Central Europe Vacation: A New Side to the Old World
I’ve seen London. I’ve seen France. So what’s next?
Recently my husband and I felt that all-too-familiar longing to visit Europe once again but this time we wanted to cover new ground. Like many Americans, we’d explored the usual suspects: France, Spain, Italy, and the U.K. And like most of the world, we were on a budget. We began to shop for a budget-friendly European vacation and quickly landed on Central Europe.
Bye-bye Paris. Hello Prague!
With the help of online travel advice and reviews, we settled on a 10-day itinerary that included Prague, Vienna, and Budapest. And what ensued was one of my favorite vacations we’ve ever taken. In fact, from a planning perspective, it was incredibly easy since all three countries are connected by high-speed trains. Plus, only Vienna is on the euro and that helped keep our costs down.
Here’s a quick look at each destination and how much time you probably need in each city.
One of the biggest mistakes we made when planning our trip was allotting too much time in Prague. For years we had heard our friends rave about it and we assumed this meant there was a lot to do there. There is not. That’s not to say we didn’t love Prague. We did. I think it’s one of the most beautiful cities in the world but it’s low on museums, historic sights, and attractions. What it does have is pubs and parks and cafes and plenty of expats doing a whole lot of nothing.
My advice is to learn a few words of Czech, book a hotel in the center of things (though avoid Wenceslas Square), and get ready to enjoy a relaxing couple of days drinking incredible pilsners, eating huge sausages, and strolling cobblestone streets.
If I could plan our trip again, I’d spend more time in Vienna. We only had two days and it wasn’t really sufficient. Three days would have been just about perfect or maybe 2.5. The infamous Habsburgs controlled much of this region for centuries, and Vienna was an important seat for their dynasty.
The city is chock-full of important palaces, art museums, and historic attractions. Plus, you’ll want to build in plenty of time for lazing about in the storied Vienna coffeehouses, sipping melange and nibbling Sacher Torte.
We had two days in Budapest and that was just about perfect. Much like Prague, the city is the attraction here. Divided by the Danube River, Buda and Pest were once separate towns, and today they make up the one-two punch of this incredible city.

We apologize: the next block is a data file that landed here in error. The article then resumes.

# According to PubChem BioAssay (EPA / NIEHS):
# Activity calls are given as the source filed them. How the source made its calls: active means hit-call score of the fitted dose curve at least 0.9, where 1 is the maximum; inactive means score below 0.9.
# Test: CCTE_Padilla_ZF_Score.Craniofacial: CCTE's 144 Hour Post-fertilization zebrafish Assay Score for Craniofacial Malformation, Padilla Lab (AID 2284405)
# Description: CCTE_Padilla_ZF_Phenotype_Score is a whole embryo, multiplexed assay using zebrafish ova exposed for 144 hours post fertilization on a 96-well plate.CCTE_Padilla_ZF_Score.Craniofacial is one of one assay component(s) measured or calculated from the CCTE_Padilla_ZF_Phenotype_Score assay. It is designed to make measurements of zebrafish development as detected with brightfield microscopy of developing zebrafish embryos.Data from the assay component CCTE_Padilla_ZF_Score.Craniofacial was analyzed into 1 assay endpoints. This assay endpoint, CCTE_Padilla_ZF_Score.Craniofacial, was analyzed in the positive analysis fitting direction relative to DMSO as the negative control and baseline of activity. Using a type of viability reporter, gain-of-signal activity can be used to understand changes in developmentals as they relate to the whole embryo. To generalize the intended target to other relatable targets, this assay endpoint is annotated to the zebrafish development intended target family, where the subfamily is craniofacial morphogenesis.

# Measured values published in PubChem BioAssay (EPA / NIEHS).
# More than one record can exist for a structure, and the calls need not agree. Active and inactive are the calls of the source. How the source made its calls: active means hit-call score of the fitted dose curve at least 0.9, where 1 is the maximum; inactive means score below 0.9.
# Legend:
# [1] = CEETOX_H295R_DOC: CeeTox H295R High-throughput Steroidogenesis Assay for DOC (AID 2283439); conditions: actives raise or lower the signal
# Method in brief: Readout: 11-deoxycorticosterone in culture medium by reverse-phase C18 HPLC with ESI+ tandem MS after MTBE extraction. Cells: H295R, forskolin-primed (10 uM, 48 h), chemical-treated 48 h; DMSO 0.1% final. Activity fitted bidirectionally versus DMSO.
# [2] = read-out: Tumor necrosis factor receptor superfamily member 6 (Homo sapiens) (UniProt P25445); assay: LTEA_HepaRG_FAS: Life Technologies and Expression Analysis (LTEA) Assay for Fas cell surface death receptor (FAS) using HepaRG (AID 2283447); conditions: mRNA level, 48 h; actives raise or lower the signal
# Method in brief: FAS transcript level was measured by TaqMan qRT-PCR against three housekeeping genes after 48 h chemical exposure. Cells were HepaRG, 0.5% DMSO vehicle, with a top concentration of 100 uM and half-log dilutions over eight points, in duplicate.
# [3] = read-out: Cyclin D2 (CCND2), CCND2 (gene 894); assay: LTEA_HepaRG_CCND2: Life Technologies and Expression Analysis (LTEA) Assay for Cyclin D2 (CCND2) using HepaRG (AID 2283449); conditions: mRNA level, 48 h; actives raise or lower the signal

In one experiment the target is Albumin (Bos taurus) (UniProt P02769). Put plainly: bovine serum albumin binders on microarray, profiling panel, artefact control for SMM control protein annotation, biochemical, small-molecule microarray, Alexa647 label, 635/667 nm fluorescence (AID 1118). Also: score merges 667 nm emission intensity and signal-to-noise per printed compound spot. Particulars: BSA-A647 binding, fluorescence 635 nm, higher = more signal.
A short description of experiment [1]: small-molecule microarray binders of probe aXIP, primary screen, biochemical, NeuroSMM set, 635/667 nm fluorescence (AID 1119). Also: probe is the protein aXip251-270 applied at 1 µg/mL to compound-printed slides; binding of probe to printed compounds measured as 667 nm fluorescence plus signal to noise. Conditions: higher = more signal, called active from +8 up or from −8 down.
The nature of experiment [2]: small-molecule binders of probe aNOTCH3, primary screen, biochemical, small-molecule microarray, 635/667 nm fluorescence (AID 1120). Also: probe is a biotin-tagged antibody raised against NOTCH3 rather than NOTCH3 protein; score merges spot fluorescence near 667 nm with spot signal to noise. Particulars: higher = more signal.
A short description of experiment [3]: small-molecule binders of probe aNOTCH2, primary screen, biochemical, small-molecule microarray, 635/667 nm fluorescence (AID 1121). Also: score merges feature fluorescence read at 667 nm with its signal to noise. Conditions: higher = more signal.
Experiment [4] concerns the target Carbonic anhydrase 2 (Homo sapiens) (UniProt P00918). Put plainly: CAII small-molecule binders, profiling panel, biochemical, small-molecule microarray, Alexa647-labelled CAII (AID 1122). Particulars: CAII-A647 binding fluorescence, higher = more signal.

Ancient Buda sits high on a hilltop and is the location of the rebuilt medieval section of town, complete with castle walls, a cathedral, and more. It’s the perfect place to stroll after dinner.
Pest looks a little bit like a crumbling-yet-proud Paris, sprinkled with hip cafes and trendy restaurants. And once your feet grow weary from exploring both Buda and Pest, you can visit one of the city’s many historic bathhouses. Long revered for its healing mineral waters, Budapest is the perfect place to end your trip with a nice relaxing soak.
My name: Alison Presley
Nickname: Presbo, because I'm good police.
How I earn my keep: I'm the manager of Travelocity's Travel for Good program. Visit Travel for Good to learn more about our green travel and voluntourism initiatives!
What kind of traveler am I: I'm an intrepid food explorer. I usually starve myself on the plane (not that that's too hard to do) so that the moment my toes touch foreign soil I'm ready to sample new and exciting cuisine. I like to dine everywhere from hole-in-the-wall local secrets to Michelin Guide gems. Cannelés, poi, boiled peanuts, oxtail soup, poutine--there's no stopping this adventurous palate.
Greatest travel lesson I've learned: It doesn't cost a lot of money to do good. Offsetting your carbon impact only adds a few bucks to your trip, green hotels are very affordable, and volunteering locally during your vacation is a great way to give back and learn about the culture.